Todd Green’s Presumed Guilty Provides an Important Guide for Non-Muslim Allies

Professor Todd Green knows all too well the risks of being a professional Muslim ally. As he lays out in the introduction to his latest work on Islamophobia, Presumed Guilty: Why We Shouldn’t Ask Muslims to Condemn Terrorism, he has received hate mail, death threats, and even mild public assaults from old ladies because of his support for Muslim communities. Yet, as Green quickly acknowledges in his book, his experience pales in comparison to the experience of Muslim-Americans, who cannot simply exist, let alone become public figures, without being subject to all kinds of violence and harassment.

Presumed Guilty is not only a continuation of Green’s previous work breaking down the lies of Islamophobia, but also calls upon and is a guidebook for his fellow white American Christians to join him in using their privilege for good. As Green bluntly states, “Muslims don’t have the luxury of debating whether Islamophobia is oppressive.”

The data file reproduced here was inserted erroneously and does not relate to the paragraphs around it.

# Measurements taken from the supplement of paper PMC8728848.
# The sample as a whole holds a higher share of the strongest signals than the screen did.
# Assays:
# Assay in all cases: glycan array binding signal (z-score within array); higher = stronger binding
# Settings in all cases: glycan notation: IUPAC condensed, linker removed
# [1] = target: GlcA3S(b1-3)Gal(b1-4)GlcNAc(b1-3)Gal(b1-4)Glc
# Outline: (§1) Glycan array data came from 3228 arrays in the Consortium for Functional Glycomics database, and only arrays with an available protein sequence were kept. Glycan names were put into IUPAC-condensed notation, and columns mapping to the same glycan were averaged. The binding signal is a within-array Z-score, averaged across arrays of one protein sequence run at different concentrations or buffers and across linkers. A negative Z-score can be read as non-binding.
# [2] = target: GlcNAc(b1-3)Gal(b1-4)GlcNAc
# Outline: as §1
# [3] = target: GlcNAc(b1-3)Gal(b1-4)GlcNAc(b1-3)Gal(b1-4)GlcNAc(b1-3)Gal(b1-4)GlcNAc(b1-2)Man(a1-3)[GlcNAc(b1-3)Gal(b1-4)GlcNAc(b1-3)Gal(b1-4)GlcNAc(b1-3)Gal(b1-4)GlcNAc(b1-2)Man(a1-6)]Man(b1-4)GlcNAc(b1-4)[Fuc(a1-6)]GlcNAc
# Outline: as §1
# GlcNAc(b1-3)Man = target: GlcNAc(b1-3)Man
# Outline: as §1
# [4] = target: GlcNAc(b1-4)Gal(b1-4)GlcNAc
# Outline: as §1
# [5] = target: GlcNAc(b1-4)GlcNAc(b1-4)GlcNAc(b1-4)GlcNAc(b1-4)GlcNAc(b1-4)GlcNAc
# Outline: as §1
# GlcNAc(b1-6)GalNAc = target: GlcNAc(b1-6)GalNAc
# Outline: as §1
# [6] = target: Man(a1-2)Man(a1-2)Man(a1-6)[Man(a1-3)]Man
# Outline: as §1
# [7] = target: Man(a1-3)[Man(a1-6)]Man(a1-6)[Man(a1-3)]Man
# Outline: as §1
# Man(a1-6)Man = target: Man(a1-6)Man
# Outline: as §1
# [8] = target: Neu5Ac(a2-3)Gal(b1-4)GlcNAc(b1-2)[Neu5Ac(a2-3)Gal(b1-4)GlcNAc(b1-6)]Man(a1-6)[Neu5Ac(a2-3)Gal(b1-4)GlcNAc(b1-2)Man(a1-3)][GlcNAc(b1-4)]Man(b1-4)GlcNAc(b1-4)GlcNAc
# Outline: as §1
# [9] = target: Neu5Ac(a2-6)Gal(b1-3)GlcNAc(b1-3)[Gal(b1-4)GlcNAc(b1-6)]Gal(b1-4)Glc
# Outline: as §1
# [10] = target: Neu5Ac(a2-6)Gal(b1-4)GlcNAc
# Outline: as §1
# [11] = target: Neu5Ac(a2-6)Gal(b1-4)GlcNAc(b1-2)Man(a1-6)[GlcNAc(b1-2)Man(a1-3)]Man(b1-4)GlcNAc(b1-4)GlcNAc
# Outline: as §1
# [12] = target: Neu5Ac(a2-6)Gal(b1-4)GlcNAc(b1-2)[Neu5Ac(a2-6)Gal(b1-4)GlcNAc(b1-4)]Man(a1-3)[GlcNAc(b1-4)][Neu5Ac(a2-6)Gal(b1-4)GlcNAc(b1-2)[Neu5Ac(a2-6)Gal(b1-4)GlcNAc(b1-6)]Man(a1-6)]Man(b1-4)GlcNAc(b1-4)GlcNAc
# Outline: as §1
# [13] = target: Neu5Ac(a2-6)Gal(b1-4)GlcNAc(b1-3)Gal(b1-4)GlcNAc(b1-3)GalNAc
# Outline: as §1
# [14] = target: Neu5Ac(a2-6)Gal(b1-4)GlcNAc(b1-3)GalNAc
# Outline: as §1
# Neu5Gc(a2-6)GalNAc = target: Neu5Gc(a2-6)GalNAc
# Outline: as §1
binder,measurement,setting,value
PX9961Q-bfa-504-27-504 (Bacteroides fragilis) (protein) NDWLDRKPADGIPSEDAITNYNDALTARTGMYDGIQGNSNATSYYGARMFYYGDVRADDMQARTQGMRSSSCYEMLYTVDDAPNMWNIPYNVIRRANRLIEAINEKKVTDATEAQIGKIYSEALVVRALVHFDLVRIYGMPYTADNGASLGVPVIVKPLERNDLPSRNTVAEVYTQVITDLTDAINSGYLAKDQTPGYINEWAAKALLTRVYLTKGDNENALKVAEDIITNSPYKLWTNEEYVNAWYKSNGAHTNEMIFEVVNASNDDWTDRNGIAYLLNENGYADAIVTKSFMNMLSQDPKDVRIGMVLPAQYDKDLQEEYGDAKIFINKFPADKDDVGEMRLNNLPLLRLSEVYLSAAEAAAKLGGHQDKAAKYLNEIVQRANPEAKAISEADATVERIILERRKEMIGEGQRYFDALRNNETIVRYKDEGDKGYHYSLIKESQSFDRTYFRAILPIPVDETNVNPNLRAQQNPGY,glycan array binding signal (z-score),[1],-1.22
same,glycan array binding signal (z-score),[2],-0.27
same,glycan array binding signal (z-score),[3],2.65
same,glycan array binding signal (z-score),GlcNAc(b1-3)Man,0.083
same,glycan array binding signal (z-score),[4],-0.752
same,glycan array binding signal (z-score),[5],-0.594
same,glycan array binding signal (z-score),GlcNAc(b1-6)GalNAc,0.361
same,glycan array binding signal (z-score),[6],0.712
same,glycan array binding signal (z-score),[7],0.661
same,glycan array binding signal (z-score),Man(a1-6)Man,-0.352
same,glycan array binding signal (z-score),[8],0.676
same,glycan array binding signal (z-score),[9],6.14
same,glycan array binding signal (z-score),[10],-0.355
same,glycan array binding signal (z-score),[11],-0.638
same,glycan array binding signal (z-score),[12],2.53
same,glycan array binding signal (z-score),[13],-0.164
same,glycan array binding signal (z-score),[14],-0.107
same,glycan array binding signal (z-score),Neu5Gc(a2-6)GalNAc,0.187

Green’s book is not aimed toward fighting the most vicious and vile acts of Islamophobia and their perpetrators but killing the more pervasive and accepted tropes that underpin it. According to Green, the now quotidian act of asking, or demanding, that Muslims condemn violence carried out by other Muslims has poisoned the entire public conversation around Islam in America. Importantly, Green points out how purportedly liberal institutions, politicians, and media perpetuate the presumption that Islam is inherently violent and that Muslims are collectively guilty. Green rightly notes that we have to acknowledge that presumption of guilt is perhaps even more destructive when utilized by liberal icons like former President Barack Obama, and not just acknowledgedIslamophobes like current President Donald Trump. It is the soft Islamophobia of collective guilt, perpetuated by people who would otherwise be described as non or anti-racist, that justifies more blatantly Islamophobic rhetoric, actions, and policies.



Claire Sadar


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The views and opinions expressed in this article are those of the author(s) and do not necessarily reflect the official policy or position of Muslim World Today.

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